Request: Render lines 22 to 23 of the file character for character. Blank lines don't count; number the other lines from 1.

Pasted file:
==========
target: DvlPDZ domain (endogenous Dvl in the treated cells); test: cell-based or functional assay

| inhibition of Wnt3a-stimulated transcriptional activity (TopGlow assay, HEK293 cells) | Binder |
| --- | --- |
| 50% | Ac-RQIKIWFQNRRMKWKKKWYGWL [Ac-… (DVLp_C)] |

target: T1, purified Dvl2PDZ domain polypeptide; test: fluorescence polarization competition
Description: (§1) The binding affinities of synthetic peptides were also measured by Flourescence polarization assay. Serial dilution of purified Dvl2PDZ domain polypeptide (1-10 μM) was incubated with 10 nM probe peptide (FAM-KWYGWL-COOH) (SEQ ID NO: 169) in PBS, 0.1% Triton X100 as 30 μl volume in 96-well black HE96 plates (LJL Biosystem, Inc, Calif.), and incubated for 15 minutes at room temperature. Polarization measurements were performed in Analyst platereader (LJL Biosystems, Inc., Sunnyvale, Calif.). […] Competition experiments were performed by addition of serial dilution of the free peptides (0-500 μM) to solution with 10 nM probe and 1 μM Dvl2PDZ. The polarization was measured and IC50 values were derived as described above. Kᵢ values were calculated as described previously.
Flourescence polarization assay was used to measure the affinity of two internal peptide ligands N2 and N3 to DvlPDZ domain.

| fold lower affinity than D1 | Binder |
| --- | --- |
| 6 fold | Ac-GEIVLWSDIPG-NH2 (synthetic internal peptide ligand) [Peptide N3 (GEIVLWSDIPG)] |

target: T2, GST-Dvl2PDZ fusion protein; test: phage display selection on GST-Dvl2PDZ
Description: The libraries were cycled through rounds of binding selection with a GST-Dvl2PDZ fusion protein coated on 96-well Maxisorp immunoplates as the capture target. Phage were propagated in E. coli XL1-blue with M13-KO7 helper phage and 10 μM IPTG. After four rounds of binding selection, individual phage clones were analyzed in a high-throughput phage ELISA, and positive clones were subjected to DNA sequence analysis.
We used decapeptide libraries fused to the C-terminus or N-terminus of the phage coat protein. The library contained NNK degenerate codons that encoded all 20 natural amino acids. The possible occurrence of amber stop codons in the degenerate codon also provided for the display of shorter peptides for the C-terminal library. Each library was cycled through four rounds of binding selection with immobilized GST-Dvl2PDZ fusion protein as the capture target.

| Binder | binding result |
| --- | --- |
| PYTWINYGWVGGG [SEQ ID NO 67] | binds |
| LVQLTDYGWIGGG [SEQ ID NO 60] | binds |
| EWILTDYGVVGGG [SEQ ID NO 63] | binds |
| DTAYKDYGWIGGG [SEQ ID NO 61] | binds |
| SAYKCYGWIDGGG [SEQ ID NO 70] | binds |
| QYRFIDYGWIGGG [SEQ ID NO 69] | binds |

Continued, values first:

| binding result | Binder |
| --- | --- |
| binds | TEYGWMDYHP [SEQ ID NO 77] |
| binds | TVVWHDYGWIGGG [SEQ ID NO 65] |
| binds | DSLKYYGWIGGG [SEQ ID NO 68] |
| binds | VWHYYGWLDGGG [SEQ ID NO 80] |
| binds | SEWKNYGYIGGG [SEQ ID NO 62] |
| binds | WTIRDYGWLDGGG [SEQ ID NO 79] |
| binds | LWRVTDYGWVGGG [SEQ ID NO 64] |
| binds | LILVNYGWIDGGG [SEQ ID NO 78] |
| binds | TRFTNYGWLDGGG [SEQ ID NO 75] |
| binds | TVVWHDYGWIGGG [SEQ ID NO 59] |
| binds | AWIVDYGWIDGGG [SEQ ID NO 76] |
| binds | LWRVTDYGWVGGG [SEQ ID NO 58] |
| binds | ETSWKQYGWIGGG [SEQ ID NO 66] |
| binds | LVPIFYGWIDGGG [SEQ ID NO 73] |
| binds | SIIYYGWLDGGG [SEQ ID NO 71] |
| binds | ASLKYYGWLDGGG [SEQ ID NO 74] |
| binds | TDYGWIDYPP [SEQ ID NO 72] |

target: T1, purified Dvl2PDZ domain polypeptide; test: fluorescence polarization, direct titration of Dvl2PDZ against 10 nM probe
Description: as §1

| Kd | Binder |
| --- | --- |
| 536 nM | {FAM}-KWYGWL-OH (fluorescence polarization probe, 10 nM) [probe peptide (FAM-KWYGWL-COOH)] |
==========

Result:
Continued, values first:

| binding result | Binder |